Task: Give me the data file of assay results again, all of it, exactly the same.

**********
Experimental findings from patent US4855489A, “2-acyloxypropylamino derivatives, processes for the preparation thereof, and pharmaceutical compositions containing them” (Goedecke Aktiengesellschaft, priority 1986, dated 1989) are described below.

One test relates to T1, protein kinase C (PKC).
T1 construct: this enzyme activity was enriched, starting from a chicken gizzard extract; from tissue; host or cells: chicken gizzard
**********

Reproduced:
Experimental findings from patent US4855489A, “2-acyloxypropylamino derivatives, processes for the preparation thereof, and pharmaceutical compositions containing them” (Goedecke Aktiengesellschaft, priority 1986, dated 1989) are described below.

One test relates to T1, protein kinase C (PKC).
T1 construct: this enzyme activity was enriched, starting from a chicken gizzard extract; from tissue; host or cells: chicken gizzard